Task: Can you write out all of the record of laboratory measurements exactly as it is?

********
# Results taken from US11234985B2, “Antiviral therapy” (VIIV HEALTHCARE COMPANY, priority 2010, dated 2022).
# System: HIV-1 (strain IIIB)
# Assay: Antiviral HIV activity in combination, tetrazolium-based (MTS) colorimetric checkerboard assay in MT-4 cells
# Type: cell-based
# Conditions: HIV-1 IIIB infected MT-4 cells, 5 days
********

# Results taken from US11234985B2, “Antiviral therapy” (VIIV HEALTHCARE COMPANY, priority 2010, dated 2022).
# System: HIV-1 (strain IIIB)
# Assay: Antiviral HIV activity in combination, tetrazolium-based (MTS) colorimetric checkerboard assay in MT-4 cells
# Type: cell-based
# Conditions: HIV-1 IIIB infected MT-4 cells, 5 days